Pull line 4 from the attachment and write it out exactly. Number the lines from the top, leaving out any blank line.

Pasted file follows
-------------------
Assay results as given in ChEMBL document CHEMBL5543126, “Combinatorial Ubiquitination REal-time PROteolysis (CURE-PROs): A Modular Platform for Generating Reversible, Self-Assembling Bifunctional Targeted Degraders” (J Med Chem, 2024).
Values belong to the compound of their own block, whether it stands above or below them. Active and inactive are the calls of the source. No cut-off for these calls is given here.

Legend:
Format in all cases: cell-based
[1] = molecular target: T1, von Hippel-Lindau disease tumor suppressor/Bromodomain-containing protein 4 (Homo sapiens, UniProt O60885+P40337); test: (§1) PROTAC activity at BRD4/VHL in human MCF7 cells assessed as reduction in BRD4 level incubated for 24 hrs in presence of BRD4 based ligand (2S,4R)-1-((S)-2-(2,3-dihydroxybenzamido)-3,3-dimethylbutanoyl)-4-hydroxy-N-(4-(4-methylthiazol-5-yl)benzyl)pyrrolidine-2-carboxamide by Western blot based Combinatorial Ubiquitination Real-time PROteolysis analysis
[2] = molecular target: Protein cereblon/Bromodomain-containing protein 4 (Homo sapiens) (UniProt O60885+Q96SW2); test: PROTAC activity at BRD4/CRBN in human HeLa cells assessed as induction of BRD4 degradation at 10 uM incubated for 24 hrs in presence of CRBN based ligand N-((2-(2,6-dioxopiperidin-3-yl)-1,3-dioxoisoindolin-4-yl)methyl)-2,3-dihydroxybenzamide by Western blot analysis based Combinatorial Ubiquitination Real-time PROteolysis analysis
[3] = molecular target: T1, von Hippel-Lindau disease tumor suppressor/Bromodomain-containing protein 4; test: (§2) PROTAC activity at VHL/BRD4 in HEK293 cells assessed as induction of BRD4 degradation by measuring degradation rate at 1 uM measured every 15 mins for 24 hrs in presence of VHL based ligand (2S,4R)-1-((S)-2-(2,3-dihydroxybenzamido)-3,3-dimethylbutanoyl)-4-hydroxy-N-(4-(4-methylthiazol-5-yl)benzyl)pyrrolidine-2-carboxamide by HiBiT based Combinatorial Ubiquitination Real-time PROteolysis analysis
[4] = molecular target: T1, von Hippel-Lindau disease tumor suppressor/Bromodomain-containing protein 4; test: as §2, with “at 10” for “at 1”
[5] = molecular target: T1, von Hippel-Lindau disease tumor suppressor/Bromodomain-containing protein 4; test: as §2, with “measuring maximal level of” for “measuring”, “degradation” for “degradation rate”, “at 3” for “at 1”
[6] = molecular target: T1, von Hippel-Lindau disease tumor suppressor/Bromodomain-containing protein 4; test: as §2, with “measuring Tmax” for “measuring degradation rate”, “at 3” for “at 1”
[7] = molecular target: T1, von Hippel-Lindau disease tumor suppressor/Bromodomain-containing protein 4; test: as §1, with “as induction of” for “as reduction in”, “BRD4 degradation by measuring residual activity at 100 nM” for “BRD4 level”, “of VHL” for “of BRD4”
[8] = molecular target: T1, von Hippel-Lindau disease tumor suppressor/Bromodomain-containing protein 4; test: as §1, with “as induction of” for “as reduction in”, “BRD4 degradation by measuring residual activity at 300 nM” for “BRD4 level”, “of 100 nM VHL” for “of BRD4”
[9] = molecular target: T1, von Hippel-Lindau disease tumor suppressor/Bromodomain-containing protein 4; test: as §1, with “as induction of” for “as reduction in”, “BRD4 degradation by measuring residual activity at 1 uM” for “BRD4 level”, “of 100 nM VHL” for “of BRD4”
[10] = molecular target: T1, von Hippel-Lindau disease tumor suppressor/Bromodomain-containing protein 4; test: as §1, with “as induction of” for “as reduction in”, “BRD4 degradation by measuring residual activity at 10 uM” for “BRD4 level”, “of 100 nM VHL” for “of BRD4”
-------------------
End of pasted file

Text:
Format in all cases: cell-based